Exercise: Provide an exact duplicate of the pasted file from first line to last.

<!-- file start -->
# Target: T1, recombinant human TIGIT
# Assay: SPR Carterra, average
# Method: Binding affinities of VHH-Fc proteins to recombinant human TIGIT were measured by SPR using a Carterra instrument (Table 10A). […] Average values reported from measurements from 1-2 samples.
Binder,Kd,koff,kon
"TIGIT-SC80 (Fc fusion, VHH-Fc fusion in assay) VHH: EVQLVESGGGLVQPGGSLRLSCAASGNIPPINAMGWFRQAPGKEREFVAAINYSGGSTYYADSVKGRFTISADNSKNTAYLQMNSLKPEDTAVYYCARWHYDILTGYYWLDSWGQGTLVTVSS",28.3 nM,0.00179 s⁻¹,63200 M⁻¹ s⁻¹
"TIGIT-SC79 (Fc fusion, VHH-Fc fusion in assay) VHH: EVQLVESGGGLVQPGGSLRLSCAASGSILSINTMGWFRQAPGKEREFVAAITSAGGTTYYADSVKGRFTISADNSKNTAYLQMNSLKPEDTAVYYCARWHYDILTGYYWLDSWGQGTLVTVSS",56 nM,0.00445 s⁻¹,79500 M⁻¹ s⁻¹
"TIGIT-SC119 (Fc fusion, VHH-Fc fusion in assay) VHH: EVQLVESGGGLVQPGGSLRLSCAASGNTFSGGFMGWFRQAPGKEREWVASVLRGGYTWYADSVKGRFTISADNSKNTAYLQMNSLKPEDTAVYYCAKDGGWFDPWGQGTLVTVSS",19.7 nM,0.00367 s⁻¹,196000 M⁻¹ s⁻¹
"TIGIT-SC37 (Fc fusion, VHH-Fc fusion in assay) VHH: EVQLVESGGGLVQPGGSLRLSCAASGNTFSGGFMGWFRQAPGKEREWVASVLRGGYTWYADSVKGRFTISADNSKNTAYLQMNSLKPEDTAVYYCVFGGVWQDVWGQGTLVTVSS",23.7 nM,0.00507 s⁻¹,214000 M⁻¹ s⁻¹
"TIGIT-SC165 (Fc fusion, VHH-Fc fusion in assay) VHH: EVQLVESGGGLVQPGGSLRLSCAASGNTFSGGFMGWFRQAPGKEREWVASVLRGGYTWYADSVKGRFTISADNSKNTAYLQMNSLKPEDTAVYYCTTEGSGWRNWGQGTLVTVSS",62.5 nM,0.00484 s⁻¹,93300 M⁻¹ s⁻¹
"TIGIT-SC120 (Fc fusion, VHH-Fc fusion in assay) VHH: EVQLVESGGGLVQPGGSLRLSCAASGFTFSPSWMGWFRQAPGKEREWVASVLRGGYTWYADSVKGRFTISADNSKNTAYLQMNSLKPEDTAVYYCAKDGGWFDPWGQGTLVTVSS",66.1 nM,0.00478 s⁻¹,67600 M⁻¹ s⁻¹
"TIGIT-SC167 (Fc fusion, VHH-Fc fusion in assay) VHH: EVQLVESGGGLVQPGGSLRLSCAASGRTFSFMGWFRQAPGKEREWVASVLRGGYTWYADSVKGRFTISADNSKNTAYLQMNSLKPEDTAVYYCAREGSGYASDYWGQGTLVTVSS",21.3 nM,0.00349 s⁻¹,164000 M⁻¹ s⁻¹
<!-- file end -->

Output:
# Target: T1, recombinant human TIGIT
# Assay: SPR Carterra, average
# Method: Binding affinities of VHH-Fc proteins to recombinant human TIGIT were measured by SPR using a Carterra instrument (Table 10A). […] Average values reported from measurements from 1-2 samples.
Binder,Kd,koff,kon
"TIGIT-SC80 (Fc fusion, VHH-Fc fusion in assay) VHH: EVQLVESGGGLVQPGGSLRLSCAASGNIPPINAMGWFRQAPGKEREFVAAINYSGGSTYYADSVKGRFTISADNSKNTAYLQMNSLKPEDTAVYYCARWHYDILTGYYWLDSWGQGTLVTVSS",28.3 nM,0.00179 s⁻¹,63200 M⁻¹ s⁻¹
"TIGIT-SC79 (Fc fusion, VHH-Fc fusion in assay) VHH: EVQLVESGGGLVQPGGSLRLSCAASGSILSINTMGWFRQAPGKEREFVAAITSAGGTTYYADSVKGRFTISADNSKNTAYLQMNSLKPEDTAVYYCARWHYDILTGYYWLDSWGQGTLVTVSS",56 nM,0.00445 s⁻¹,79500 M⁻¹ s⁻¹
"TIGIT-SC119 (Fc fusion, VHH-Fc fusion in assay) VHH: EVQLVESGGGLVQPGGSLRLSCAASGNTFSGGFMGWFRQAPGKEREWVASVLRGGYTWYADSVKGRFTISADNSKNTAYLQMNSLKPEDTAVYYCAKDGGWFDPWGQGTLVTVSS",19.7 nM,0.00367 s⁻¹,196000 M⁻¹ s⁻¹
"TIGIT-SC37 (Fc fusion, VHH-Fc fusion in assay) VHH: EVQLVESGGGLVQPGGSLRLSCAASGNTFSGGFMGWFRQAPGKEREWVASVLRGGYTWYADSVKGRFTISADNSKNTAYLQMNSLKPEDTAVYYCVFGGVWQDVWGQGTLVTVSS",23.7 nM,0.00507 s⁻¹,214000 M⁻¹ s⁻¹
"TIGIT-SC165 (Fc fusion, VHH-Fc fusion in assay) VHH: EVQLVESGGGLVQPGGSLRLSCAASGNTFSGGFMGWFRQAPGKEREWVASVLRGGYTWYADSVKGRFTISADNSKNTAYLQMNSLKPEDTAVYYCTTEGSGWRNWGQGTLVTVSS",62.5 nM,0.00484 s⁻¹,93300 M⁻¹ s⁻¹
"TIGIT-SC120 (Fc fusion, VHH-Fc fusion in assay) VHH: EVQLVESGGGLVQPGGSLRLSCAASGFTFSPSWMGWFRQAPGKEREWVASVLRGGYTWYADSVKGRFTISADNSKNTAYLQMNSLKPEDTAVYYCAKDGGWFDPWGQGTLVTVSS",66.1 nM,0.00478 s⁻¹,67600 M⁻¹ s⁻¹
"TIGIT-SC167 (Fc fusion, VHH-Fc fusion in assay) VHH: EVQLVESGGGLVQPGGSLRLSCAASGRTFSFMGWFRQAPGKEREWVASVLRGGYTWYADSVKGRFTISADNSKNTAYLQMNSLKPEDTAVYYCAREGSGYASDYWGQGTLVTVSS",21.3 nM,0.00349 s⁻¹,164000 M⁻¹ s⁻¹